Unacquired: That Time We Sold Our Digital Agency & Then Bought It Back

Unacquired: That Time We Sold Our Digital Agency & Then Bought It Back

At the end of 2016, we sold BuzzShift. This acquisition seemed like the culmination of all our work building the company over the previous seven years; a way for our digital startup to really grow as part of a much larger agency. 10 months later, we bought it back. 

Needless to say, it was a learning experience for everyone involved. We don’t regret going through the process, and we’re now wiser and stronger because of it.

Now that we’re back with what we’re calling BuzzShift 2.0, here are a few insights for other business owners who may be facing similar decisions.


A little Q&A with Our Co-Founders


Cameron Gawley and Eddy Badrina - BuzzShift

BuzzShift Co-founders, Cameron Gawley & Eddy Badrina at WeWork Uptown

Why did you sell BuzzShift?

We saw the potential in joining a larger, traditional firm like Ivie, getting to work with larger clients, and hopefully helping the team there transition some of their traditional clients over to digital.

The fastest-growing brands in the world are digitally-led brands, but they’re not limited to only using digital channels. Being a part of a more holistic marketing play with brands, which included everything from print ads to in-store signage, was something very important to us. Ivie allowed us that opportunity.  


Why did you buy it back?

Like many relationships, you go into it with the best of intentions and on the same page. In the end, though, it simply didn’t work out the way either party thought it would, so we decided to amicably part ways.


What lessons did you learn?

There were several big takeaways:

  1. Companies start and end with culture. BuzzShift has a unique culture. We’re very flexible in how we work with clients; when we work; where we work (in terms of being remote or in the office); and even in the types of jobs that each person can fulfill (such as moving from project management to operations, or shifting from graphic design to creative strategy). It’s difficult to assimilate into another organization without losing some of that company culture.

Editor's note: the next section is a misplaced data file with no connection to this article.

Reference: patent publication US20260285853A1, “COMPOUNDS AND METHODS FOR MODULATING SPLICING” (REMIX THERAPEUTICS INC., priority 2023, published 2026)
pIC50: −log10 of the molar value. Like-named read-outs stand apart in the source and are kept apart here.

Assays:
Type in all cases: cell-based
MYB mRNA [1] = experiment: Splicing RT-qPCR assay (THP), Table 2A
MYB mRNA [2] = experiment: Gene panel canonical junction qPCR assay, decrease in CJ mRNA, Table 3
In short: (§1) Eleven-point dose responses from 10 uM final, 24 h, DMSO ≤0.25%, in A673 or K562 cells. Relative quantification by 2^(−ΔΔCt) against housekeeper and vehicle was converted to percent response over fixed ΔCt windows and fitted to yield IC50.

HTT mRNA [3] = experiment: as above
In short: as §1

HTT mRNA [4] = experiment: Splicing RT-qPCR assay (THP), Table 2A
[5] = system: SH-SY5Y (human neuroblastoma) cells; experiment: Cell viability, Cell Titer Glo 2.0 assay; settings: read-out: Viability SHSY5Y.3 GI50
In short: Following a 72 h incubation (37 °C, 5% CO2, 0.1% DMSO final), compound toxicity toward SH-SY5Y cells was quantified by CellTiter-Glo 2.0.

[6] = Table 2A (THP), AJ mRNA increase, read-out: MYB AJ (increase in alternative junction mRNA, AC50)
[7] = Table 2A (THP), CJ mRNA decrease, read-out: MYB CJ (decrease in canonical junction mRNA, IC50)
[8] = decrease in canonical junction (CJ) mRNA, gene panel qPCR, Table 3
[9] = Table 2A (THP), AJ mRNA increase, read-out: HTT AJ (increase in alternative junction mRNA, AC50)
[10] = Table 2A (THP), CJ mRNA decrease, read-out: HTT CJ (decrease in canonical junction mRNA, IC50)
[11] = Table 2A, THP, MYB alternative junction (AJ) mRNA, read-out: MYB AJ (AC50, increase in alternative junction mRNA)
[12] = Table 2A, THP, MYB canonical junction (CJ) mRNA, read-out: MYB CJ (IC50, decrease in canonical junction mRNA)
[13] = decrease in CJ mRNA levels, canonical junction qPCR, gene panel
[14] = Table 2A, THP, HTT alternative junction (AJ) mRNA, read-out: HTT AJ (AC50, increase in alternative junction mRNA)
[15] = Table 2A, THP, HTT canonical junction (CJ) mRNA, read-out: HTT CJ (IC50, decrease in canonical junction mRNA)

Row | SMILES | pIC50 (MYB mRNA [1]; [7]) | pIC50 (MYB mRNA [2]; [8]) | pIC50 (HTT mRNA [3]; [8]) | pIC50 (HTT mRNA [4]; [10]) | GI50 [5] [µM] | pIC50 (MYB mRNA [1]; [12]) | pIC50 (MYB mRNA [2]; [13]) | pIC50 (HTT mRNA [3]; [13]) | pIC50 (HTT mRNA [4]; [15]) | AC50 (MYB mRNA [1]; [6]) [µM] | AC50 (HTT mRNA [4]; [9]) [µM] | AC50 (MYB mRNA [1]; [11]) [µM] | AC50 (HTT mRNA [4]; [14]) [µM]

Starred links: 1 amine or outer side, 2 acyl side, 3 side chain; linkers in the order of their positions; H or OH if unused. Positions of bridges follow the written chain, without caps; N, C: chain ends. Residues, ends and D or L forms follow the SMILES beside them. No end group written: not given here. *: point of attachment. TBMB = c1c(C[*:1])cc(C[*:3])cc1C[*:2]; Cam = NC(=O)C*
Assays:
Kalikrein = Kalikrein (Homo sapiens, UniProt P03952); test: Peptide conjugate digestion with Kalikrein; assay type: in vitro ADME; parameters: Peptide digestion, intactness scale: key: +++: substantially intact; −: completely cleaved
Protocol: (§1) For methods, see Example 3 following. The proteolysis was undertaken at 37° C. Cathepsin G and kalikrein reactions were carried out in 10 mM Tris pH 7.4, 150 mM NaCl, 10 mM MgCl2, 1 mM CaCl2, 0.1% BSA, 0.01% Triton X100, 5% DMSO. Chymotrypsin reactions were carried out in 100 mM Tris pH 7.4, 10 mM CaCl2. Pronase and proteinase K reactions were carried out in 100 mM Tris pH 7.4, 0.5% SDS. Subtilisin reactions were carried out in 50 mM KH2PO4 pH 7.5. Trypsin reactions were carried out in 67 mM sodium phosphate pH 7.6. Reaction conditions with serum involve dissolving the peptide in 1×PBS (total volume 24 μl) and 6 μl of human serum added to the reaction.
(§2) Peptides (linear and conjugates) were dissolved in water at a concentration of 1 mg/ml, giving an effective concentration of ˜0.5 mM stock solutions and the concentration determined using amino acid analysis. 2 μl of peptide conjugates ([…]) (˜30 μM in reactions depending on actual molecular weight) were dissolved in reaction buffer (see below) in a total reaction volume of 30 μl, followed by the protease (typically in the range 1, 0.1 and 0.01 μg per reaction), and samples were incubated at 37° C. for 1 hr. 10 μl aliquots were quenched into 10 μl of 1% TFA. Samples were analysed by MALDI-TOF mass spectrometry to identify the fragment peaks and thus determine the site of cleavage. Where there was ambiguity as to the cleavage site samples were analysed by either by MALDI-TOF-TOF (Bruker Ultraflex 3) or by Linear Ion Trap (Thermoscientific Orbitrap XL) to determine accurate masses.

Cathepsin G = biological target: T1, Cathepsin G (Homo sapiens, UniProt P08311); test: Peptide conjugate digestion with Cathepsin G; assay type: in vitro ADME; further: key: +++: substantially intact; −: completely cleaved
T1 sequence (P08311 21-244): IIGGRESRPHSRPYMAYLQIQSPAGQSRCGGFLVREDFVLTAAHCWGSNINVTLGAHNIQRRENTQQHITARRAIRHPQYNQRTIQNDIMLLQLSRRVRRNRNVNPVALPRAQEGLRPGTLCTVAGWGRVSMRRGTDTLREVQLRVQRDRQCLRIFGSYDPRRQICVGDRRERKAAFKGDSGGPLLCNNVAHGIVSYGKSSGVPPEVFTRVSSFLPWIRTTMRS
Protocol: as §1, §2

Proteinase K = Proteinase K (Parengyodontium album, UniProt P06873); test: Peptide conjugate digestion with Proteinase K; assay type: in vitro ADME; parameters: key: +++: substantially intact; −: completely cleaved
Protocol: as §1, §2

2. Our team is everything. Very early on at BuzzShift, we focused on ways to create, maintain, and grow a great team. Hiring slowly. Firing quickly, when firing was needed. Instilling high autonomy and even higher responsibility. Creating an environment that promotes authenticity and honesty. We didn’t try to create a family; we took a professional sports approach and tried to create the best team to put out on the field. Team members change, grow, and move on, but we always tried to grow the quality of the organization, so we could better attract high-performing team players.
  3. Looking back, we realize how fortunate we are. Consider the odds:

In short, we hit every milestone we could have in seven years. That’s mainly due to the team we have had the good fortune of hiring. And that goes back to culture. See lessons #1 and #2.


BuzzShift Workspace in Lights at WeWork Uptown Dallas

How did this experience change your view on owning a business?

It made us all the more thankful that we could run our own firm. And being a part of a larger company made us appreciate how much tougher it is to scale a small business up and manage it through all the growth transitions. Being a leader in a huge organization is tough sledding, with difficult decisions that are far reaching. It’s no joke.


What is BuzzShift 2.0? How is it different from the old BuzzShift?

In some ways, BuzzShift 2.0 is the same as it ever was: fantastic people, great culture, great clients, and a dynamic quality of work. But in other facets, BuzzShift 2.0 is totally different: we’re leaner, more nimble, and even more focused on the future of digital marketing. Our mission of helping businesses grow hasn’t changed, but our digital strategies and tools continue to evolve as the market does.



Why move to a coworking space (WeWork)?        

For us, it was about flexibility and agility. We needed to figure out how BuzzShift 2.0 would function and operate as a business model, so we had to have an office arrangement that was highly flexible. WeWork didn’t lock us into a 3-5 year contract usually associated with commercial leases, so that allows us to stay nimble and grow as needed. They take care of all the operational logistics that added hours back to our day (utilities, internet, snacks, etc), so it gives us more headspace to work on the business, not in it.

Being heavily connected into the community of other entrepreneurs, tech startups, agencies, and like-minded people is another major benefit of officing in WeWork.

BuzzShift Dallas Digital Marketing Agency Acquisition

Common Space at WeWork Uptown Dallas – BuzzShift

What advice would you give someone who was considering selling their business or getting acquired?

Talk to a good cross-section of business owners in your space. We had great wisdom and input from other techrelated founders and advisers whom we trust, and have known personally for years. We didn’t have to go into details with them, but just the fact that they knew our industry/space, and our business model, helped us a great deal.